So here it is THE SOMA (Amos spelled backwards) Records Story first time in 320 Kb in the Net.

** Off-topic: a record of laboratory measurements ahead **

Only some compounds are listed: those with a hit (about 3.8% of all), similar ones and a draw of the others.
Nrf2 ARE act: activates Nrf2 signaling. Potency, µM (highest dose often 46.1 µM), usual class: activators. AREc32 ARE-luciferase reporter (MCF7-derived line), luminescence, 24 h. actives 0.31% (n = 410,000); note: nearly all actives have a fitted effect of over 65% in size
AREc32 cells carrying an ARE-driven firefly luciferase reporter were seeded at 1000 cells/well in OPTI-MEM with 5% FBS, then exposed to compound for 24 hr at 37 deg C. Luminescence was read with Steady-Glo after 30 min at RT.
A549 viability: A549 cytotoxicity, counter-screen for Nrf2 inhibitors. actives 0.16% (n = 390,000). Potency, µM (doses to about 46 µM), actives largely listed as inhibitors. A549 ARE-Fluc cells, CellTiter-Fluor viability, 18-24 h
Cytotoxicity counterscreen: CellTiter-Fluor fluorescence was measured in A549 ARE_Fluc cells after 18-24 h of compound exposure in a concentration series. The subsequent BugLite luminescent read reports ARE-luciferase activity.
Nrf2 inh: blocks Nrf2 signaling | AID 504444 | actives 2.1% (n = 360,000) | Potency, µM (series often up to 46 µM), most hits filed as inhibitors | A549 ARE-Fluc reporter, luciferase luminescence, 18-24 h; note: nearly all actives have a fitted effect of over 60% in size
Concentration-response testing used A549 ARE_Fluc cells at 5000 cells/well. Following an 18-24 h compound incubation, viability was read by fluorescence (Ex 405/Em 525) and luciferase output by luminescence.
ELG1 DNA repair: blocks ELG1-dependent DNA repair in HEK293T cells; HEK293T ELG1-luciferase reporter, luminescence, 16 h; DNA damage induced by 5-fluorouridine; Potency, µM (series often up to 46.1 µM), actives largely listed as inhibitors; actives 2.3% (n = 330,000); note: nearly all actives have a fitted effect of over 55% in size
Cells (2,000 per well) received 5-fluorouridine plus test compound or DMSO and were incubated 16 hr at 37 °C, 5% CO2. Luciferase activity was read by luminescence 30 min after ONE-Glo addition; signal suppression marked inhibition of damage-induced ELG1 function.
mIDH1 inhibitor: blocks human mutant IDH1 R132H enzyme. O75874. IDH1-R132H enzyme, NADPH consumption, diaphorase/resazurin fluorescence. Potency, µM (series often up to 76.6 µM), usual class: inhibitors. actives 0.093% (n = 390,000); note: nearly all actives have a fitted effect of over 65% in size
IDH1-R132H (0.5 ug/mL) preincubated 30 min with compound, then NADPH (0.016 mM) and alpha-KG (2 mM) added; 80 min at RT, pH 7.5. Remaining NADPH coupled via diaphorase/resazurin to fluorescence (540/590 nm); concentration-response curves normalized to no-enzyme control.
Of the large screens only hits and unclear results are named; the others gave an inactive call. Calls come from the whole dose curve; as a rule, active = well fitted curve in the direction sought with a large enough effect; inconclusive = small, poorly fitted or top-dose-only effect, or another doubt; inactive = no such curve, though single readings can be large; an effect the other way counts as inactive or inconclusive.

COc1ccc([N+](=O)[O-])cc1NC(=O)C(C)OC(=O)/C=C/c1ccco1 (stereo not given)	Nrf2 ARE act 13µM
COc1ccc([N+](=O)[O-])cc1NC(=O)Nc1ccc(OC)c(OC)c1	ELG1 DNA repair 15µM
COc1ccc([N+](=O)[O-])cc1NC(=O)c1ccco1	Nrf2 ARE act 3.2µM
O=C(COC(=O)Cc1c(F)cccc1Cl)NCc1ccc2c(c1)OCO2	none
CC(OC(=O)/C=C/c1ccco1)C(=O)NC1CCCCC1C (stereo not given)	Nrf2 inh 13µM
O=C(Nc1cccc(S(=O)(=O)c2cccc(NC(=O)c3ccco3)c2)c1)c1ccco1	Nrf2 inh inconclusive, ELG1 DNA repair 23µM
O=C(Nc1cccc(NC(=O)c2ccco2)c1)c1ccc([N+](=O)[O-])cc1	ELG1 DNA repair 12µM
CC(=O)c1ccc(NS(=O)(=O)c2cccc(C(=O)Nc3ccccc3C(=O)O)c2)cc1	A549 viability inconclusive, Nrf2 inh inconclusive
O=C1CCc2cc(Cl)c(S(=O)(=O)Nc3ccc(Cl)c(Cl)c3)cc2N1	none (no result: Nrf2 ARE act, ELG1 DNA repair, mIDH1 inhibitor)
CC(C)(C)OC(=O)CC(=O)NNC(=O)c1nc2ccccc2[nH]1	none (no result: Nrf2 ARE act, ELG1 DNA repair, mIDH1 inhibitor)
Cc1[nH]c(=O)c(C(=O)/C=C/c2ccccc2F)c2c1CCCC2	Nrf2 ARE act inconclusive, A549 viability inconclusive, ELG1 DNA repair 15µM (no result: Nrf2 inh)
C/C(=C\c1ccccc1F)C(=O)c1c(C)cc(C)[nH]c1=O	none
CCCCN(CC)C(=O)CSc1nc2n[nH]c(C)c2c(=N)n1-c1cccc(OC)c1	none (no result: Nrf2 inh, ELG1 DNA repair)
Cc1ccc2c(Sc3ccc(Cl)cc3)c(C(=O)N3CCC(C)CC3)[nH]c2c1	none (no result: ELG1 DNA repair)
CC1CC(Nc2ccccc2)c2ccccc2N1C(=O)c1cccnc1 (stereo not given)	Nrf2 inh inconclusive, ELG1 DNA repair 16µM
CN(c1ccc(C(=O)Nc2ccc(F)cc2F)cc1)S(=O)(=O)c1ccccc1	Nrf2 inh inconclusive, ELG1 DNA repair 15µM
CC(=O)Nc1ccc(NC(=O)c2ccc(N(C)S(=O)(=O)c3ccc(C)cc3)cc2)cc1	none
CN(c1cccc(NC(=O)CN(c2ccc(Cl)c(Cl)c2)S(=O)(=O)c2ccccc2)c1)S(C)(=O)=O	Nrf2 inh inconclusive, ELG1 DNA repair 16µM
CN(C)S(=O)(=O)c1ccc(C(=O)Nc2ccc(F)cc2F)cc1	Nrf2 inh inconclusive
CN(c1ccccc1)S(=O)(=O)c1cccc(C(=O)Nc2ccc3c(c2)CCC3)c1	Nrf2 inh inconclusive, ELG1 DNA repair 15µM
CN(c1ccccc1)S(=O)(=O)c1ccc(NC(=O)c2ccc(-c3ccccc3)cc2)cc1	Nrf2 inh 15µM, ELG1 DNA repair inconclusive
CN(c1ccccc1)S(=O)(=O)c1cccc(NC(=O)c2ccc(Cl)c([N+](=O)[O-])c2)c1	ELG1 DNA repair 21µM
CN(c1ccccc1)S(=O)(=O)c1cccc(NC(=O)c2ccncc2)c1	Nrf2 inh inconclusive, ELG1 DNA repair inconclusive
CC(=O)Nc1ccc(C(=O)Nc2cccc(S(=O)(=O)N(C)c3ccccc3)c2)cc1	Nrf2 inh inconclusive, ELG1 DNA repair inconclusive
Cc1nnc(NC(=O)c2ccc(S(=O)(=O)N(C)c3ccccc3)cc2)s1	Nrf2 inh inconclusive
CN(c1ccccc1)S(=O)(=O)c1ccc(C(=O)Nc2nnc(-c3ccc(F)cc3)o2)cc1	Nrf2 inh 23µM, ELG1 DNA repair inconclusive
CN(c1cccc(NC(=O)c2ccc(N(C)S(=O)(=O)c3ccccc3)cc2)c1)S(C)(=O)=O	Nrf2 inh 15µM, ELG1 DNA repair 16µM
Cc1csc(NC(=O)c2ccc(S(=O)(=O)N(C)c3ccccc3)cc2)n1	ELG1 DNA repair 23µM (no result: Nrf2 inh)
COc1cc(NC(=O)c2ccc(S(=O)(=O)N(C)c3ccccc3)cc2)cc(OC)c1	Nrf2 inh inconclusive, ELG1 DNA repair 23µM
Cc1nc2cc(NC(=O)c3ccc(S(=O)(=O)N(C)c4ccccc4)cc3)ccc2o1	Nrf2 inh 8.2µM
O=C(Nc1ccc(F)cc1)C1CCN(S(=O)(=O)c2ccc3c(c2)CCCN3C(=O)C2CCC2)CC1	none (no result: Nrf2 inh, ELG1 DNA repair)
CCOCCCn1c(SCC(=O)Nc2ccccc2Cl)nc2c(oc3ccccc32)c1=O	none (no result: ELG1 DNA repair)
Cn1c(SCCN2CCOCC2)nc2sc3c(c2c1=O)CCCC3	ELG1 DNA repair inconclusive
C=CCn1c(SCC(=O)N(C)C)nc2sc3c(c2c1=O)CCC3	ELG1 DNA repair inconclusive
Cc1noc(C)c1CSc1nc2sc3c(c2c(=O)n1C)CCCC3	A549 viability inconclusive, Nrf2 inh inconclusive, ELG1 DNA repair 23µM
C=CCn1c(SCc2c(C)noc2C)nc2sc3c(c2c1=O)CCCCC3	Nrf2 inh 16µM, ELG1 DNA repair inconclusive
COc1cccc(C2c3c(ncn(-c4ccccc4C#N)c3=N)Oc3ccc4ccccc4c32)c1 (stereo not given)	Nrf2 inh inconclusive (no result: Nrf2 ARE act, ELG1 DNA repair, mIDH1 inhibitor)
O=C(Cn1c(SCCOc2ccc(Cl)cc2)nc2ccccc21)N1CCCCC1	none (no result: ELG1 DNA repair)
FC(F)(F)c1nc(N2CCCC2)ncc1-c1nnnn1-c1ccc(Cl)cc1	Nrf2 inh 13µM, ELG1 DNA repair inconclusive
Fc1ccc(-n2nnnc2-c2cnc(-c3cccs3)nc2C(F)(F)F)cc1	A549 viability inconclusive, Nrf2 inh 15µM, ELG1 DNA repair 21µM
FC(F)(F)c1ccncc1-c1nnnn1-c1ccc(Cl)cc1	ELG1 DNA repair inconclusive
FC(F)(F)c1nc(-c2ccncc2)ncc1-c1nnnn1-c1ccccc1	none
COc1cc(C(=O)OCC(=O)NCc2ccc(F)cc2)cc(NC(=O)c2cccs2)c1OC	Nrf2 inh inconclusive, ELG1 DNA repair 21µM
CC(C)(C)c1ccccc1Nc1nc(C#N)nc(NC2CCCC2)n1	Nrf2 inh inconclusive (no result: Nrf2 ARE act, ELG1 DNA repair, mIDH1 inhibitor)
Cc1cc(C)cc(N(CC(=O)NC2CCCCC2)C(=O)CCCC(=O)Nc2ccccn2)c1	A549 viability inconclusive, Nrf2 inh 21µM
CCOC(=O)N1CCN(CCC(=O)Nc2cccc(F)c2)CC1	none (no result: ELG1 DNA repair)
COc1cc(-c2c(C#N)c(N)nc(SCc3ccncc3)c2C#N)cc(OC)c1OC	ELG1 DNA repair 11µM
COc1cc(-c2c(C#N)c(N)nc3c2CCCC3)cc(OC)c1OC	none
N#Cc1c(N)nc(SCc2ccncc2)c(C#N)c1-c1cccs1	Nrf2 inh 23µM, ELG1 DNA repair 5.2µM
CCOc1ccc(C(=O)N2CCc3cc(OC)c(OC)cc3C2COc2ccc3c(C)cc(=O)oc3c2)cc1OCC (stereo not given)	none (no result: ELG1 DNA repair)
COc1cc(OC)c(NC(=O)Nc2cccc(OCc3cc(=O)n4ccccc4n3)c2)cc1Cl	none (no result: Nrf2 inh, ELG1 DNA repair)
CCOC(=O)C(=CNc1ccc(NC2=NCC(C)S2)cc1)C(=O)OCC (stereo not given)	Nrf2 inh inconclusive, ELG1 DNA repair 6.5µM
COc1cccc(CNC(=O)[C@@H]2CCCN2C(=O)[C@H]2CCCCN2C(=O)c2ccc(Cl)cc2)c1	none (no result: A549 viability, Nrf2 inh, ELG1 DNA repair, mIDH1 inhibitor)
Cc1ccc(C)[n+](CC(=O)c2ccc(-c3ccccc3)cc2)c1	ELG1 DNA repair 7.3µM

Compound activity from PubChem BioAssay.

Get yourself a copy if you can... there is a nice book too that i can not scan because then it gets broken. - Dady CairoThe Soma Records Story is the vision of one man, Amos (Soma spelled backward) Heilicher, who owned the biggest distributorship in the Twin Cities. Tied in to the area's Kay Bank Studios and the pressing plant that went in with it, Heilicher was smart enough to start recording rock & roll bands by the carload, offering 1,000 copy pressings of any group that wanted to buy some studio time and make a record. No Sam Phillips when it came to assessing the value of the new music, Heilicher just locally test-marketed the small pressings, and if anything smelled like a hit, he got it out there in quantity and started working it, occasionally snaring a national biggie in the bargain. This two-disc, 48-track deluxe collection brings together most of the shining moments in Soma teen rock history. Though curiously the label's first hit, 1959's "Mule Skinner Blues" by the Fendermen, is noticeably absent, everything else noteworthy seems to be aboard, from top drawer Minnesota combos like The Trashmen (the obligatory "Surfin' Bird," "Bird Dance Beat," "A-Bone") Gregory Dee & the Avantis ("The Grind," "Olds-Mo-Williams") , the Underbeats ("Foot Stompin'," "Book of Love," "I Can't Stand It"), the Castaways ( "Liar, Liar," "Sam," "Goodbye Babe"), and the High Spirits ("Turn on Your Lovelight," "Tossin' and Turnin'," "Bright Lights, Big City," and "I Believe"). Equally as powerful are sides from the Accents (fine versions of Howlin' Wolf's "Howling for My Darling" and Lonnie Mack's "Why"), the Four Wheels (great Beach Boys cops on "Central High Playmate" and "Cold 45"), and the Del Counts ( "Bird Dog," "What Is the Reason"), and lesser lights like the Rumbles, the Embermen, Jimmy Kaye & the Coachmen (nice, un-Shadows of Knight version of "Gloria"), the Half Dozen, the Boys Next Door, the Corvets, Dudley & the Doo-Rytes, and Sir Winston & the Commons, making this one of the most power-packed collections of local mid-'60s garage rock ever assembled. With a bound booklet loaded with label shots, great photos, and the stories of 48 chunks of great wax, this is an indispensable piece of rock & roll history, Midwest style. - by Cub Koda